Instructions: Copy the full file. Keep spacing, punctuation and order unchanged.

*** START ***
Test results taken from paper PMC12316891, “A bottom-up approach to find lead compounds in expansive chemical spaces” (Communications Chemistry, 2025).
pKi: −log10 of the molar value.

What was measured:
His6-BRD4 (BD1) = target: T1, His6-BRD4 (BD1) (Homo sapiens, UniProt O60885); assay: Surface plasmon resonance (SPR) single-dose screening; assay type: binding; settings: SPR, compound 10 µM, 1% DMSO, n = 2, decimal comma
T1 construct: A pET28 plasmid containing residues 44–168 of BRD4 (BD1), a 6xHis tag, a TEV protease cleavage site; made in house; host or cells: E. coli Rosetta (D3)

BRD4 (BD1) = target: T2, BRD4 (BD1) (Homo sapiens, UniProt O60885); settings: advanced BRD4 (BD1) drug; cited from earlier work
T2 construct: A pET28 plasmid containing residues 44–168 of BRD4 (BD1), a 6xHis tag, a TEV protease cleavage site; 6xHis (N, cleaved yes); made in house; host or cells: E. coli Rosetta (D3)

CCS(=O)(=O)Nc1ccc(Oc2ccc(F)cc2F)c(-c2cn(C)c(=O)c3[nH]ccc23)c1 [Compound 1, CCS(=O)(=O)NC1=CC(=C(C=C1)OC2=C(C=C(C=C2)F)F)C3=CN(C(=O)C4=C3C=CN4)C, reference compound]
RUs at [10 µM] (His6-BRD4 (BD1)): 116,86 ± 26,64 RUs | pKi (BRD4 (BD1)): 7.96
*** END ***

Test results taken from paper PMC12316891, “A bottom-up approach to find lead compounds in expansive chemical spaces” (Communications Chemistry, 2025).
pKi: −log10 of the molar value.

What was measured:
His6-BRD4 (BD1) = target: T1, His6-BRD4 (BD1) (Homo sapiens, UniProt O60885); assay: Surface plasmon resonance (SPR) single-dose screening; assay type: binding; settings: SPR, compound 10 µM, 1% DMSO, n = 2, decimal comma
T1 construct: A pET28 plasmid containing residues 44–168 of BRD4 (BD1), a 6xHis tag, a TEV protease cleavage site; made in house; host or cells: E. coli Rosetta (D3)

BRD4 (BD1) = target: T2, BRD4 (BD1) (Homo sapiens, UniProt O60885); settings: advanced BRD4 (BD1) drug; cited from earlier work
T2 construct: A pET28 plasmid containing residues 44–168 of BRD4 (BD1), a 6xHis tag, a TEV protease cleavage site; 6xHis (N, cleaved yes); made in house; host or cells: E. coli Rosetta (D3)

CCS(=O)(=O)Nc1ccc(Oc2ccc(F)cc2F)c(-c2cn(C)c(=O)c3[nH]ccc23)c1 [Compound 1, CCS(=O)(=O)NC1=CC(=C(C=C1)OC2=C(C=C(C=C2)F)F)C3=CN(C(=O)C4=C3C=CN4)C, reference compound]
RUs at [10 µM] (His6-BRD4 (BD1)): 116,86 ± 26,64 RUs | pKi (BRD4 (BD1)): 7.96